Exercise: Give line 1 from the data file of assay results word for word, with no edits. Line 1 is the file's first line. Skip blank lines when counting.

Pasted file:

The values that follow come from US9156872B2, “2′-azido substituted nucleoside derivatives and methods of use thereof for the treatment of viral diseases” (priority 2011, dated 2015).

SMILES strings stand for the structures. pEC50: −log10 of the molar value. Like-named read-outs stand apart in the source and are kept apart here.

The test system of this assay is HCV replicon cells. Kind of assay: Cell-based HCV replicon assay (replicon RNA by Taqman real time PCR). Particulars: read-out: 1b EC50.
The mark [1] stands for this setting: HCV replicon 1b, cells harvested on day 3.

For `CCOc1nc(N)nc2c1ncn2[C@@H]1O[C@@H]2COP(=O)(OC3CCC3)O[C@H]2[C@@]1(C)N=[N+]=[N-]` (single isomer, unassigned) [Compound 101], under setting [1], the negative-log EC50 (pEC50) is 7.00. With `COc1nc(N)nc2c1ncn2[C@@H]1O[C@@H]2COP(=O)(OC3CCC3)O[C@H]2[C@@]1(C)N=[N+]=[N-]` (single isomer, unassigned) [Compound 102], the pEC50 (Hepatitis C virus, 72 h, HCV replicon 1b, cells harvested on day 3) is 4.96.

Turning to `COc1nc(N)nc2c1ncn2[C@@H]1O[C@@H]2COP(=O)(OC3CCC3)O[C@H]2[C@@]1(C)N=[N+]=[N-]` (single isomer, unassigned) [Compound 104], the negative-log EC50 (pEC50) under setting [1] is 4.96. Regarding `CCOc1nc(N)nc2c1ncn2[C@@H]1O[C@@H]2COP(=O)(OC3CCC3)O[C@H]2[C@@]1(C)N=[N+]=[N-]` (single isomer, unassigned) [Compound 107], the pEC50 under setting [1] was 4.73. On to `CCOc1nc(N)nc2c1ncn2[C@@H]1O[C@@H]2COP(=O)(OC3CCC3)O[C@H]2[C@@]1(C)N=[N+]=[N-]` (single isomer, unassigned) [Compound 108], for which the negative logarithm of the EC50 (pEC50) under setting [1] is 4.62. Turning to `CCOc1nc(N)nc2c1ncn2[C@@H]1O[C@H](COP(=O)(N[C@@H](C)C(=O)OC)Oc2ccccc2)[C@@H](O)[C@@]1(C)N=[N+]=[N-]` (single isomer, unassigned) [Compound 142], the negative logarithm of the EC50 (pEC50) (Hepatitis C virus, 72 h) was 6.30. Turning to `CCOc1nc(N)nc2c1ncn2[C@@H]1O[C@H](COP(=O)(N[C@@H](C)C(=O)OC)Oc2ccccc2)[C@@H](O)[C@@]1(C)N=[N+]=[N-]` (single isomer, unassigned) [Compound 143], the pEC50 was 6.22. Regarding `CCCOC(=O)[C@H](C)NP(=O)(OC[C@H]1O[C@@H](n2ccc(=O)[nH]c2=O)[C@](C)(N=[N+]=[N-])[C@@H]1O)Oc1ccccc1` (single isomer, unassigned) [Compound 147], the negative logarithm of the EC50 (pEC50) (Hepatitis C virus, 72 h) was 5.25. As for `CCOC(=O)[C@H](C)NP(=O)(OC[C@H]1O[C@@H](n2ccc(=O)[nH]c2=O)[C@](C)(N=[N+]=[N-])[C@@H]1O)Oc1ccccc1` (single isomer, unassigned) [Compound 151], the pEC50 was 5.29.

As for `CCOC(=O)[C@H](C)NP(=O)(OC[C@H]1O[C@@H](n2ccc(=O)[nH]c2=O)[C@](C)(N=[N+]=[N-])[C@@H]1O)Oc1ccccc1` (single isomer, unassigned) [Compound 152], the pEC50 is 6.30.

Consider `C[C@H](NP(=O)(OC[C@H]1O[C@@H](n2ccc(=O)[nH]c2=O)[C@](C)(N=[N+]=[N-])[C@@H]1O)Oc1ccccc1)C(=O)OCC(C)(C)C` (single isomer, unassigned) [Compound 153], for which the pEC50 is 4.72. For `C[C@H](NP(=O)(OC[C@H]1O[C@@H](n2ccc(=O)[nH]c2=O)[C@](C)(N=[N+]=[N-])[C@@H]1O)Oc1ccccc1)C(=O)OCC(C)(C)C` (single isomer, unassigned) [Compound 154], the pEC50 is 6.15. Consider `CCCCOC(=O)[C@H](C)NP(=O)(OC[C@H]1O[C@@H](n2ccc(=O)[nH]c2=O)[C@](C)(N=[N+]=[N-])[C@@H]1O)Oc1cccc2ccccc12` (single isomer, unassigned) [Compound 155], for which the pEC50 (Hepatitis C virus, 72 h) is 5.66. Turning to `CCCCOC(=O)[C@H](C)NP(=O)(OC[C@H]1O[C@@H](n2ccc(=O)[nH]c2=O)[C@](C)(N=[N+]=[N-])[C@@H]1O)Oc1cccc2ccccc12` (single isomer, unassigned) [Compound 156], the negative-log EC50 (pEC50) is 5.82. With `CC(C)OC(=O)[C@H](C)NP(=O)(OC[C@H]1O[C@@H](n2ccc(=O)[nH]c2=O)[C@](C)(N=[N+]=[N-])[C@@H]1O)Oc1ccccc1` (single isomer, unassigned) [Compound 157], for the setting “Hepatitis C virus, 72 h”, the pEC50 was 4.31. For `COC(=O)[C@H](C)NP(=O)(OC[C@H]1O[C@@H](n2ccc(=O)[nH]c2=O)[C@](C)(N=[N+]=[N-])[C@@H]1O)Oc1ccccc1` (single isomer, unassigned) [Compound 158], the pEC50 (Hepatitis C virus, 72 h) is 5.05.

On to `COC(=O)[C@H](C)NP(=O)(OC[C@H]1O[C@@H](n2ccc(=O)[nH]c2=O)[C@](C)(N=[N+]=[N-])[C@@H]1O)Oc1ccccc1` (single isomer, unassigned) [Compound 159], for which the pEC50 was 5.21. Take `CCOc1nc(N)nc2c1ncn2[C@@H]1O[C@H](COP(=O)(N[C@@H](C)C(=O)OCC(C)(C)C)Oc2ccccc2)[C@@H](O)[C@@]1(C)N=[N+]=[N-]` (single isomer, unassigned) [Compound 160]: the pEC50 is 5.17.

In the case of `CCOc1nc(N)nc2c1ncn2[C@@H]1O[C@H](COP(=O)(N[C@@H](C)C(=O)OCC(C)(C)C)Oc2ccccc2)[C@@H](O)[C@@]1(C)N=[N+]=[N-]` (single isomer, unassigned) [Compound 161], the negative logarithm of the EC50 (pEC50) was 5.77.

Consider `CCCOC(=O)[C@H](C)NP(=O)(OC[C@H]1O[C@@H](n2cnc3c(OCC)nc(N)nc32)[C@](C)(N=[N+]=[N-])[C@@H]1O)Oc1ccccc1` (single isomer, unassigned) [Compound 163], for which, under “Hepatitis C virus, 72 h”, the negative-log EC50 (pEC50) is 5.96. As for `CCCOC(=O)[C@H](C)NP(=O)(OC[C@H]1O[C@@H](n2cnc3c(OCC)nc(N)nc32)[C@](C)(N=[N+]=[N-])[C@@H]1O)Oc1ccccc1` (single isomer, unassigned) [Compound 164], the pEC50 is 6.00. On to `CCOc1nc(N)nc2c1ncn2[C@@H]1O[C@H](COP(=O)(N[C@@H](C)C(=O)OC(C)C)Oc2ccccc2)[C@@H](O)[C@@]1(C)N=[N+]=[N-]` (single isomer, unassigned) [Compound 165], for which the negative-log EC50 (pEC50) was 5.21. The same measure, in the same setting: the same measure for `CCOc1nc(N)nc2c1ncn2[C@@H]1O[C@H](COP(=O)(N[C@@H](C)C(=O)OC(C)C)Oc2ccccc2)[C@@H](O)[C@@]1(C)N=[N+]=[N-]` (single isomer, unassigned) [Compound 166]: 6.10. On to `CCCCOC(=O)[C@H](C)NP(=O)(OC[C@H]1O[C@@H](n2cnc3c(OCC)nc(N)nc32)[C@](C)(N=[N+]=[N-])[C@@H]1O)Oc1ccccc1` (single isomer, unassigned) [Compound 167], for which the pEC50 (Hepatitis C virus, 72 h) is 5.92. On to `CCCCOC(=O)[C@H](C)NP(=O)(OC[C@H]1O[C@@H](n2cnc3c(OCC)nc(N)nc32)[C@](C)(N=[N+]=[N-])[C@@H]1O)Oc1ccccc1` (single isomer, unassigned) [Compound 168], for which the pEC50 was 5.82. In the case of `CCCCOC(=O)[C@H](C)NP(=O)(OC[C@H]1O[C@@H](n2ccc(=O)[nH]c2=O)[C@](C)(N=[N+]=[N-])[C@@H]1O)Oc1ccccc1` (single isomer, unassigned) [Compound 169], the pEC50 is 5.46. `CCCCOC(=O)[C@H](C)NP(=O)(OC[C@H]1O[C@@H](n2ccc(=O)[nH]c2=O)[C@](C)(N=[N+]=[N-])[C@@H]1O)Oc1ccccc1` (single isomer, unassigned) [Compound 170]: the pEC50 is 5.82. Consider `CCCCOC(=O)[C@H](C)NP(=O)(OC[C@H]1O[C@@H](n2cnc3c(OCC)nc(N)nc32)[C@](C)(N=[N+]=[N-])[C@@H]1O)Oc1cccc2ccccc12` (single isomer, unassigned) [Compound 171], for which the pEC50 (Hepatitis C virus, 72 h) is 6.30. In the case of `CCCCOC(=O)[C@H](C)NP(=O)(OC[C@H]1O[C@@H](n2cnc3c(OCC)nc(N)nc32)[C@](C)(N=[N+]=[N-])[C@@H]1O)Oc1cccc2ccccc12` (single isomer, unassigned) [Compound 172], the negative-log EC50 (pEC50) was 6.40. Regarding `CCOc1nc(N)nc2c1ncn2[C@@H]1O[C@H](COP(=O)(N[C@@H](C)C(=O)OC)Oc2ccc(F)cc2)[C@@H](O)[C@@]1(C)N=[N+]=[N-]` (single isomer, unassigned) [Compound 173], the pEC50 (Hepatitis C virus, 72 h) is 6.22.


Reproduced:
The values that follow come from US9156872B2, “2′-azido substituted nucleoside derivatives and methods of use thereof for the treatment of viral diseases” (priority 2011, dated 2015).